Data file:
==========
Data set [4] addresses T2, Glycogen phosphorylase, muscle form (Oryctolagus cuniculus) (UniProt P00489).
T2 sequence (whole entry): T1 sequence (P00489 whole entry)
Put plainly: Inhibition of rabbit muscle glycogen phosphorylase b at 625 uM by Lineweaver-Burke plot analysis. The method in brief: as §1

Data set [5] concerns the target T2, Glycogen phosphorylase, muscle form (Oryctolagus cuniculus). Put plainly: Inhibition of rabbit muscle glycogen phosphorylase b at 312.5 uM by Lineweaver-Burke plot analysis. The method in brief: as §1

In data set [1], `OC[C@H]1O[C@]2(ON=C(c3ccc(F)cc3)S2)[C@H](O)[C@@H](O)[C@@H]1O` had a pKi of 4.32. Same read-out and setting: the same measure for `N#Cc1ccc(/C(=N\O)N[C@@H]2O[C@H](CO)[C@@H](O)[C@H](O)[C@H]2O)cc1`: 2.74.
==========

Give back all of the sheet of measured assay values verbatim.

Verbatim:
Data set [4] addresses T2, Glycogen phosphorylase, muscle form (Oryctolagus cuniculus) (UniProt P00489).
T2 sequence (whole entry): T1 sequence (P00489 whole entry)
Put plainly: Inhibition of rabbit muscle glycogen phosphorylase b at 625 uM by Lineweaver-Burke plot analysis. The method in brief: as §1

Data set [5] concerns the target T2, Glycogen phosphorylase, muscle form (Oryctolagus cuniculus). Put plainly: Inhibition of rabbit muscle glycogen phosphorylase b at 312.5 uM by Lineweaver-Burke plot analysis. The method in brief: as §1

In data set [1], `OC[C@H]1O[C@]2(ON=C(c3ccc(F)cc3)S2)[C@H](O)[C@@H](O)[C@@H]1O` had a pKi of 4.32. Same read-out and setting: the same measure for `N#Cc1ccc(/C(=N\O)N[C@@H]2O[C@H](CO)[C@@H](O)[C@H](O)[C@H]2O)cc1`: 2.74.